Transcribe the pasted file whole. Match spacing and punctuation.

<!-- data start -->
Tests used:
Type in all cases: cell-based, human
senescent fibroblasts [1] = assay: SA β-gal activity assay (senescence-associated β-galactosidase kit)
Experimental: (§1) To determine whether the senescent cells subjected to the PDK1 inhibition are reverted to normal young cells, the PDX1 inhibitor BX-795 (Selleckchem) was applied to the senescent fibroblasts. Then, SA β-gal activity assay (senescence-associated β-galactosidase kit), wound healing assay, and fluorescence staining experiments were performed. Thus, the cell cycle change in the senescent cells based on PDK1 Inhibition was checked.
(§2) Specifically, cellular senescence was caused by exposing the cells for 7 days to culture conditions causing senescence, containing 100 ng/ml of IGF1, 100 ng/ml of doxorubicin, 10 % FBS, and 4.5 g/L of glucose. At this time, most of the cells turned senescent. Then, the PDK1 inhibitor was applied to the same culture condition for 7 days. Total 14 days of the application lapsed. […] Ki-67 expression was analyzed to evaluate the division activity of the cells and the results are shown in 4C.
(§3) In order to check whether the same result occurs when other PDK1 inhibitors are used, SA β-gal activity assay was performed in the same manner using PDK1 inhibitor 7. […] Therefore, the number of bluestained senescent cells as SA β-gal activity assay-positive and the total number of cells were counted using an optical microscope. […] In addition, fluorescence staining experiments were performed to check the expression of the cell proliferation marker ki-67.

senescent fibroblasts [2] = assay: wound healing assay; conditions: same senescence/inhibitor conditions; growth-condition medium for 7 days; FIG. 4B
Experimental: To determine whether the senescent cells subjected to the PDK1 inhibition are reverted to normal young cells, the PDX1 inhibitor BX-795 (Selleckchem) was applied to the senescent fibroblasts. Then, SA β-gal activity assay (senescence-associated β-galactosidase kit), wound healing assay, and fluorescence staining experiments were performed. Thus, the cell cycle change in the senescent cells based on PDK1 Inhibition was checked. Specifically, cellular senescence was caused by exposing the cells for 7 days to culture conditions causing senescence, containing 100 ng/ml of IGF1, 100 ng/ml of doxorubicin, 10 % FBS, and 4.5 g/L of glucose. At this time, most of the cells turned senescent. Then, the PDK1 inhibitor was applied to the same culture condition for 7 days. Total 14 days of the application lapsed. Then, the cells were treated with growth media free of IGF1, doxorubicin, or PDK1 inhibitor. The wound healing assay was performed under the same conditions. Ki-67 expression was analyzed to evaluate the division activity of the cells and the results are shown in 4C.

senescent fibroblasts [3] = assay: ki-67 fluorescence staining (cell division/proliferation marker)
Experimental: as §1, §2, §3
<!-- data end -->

Tests used:
Type in all cases: cell-based, human
senescent fibroblasts [1] = assay: SA β-gal activity assay (senescence-associated β-galactosidase kit)
Experimental: (§1) To determine whether the senescent cells subjected to the PDK1 inhibition are reverted to normal young cells, the PDX1 inhibitor BX-795 (Selleckchem) was applied to the senescent fibroblasts. Then, SA β-gal activity assay (senescence-associated β-galactosidase kit), wound healing assay, and fluorescence staining experiments were performed. Thus, the cell cycle change in the senescent cells based on PDK1 Inhibition was checked.
(§2) Specifically, cellular senescence was caused by exposing the cells for 7 days to culture conditions causing senescence, containing 100 ng/ml of IGF1, 100 ng/ml of doxorubicin, 10 % FBS, and 4.5 g/L of glucose. At this time, most of the cells turned senescent. Then, the PDK1 inhibitor was applied to the same culture condition for 7 days. Total 14 days of the application lapsed. […] Ki-67 expression was analyzed to evaluate the division activity of the cells and the results are shown in 4C.
(§3) In order to check whether the same result occurs when other PDK1 inhibitors are used, SA β-gal activity assay was performed in the same manner using PDK1 inhibitor 7. […] Therefore, the number of bluestained senescent cells as SA β-gal activity assay-positive and the total number of cells were counted using an optical microscope. […] In addition, fluorescence staining experiments were performed to check the expression of the cell proliferation marker ki-67.

senescent fibroblasts [2] = assay: wound healing assay; conditions: same senescence/inhibitor conditions; growth-condition medium for 7 days; FIG. 4B
Experimental: To determine whether the senescent cells subjected to the PDK1 inhibition are reverted to normal young cells, the PDX1 inhibitor BX-795 (Selleckchem) was applied to the senescent fibroblasts. Then, SA β-gal activity assay (senescence-associated β-galactosidase kit), wound healing assay, and fluorescence staining experiments were performed. Thus, the cell cycle change in the senescent cells based on PDK1 Inhibition was checked. Specifically, cellular senescence was caused by exposing the cells for 7 days to culture conditions causing senescence, containing 100 ng/ml of IGF1, 100 ng/ml of doxorubicin, 10 % FBS, and 4.5 g/L of glucose. At this time, most of the cells turned senescent. Then, the PDK1 inhibitor was applied to the same culture condition for 7 days. Total 14 days of the application lapsed. Then, the cells were treated with growth media free of IGF1, doxorubicin, or PDK1 inhibitor. The wound healing assay was performed under the same conditions. Ki-67 expression was analyzed to evaluate the division activity of the cells and the results are shown in 4C.

senescent fibroblasts [3] = assay: ki-67 fluorescence staining (cell division/proliferation marker)
Experimental: as §1, §2, §3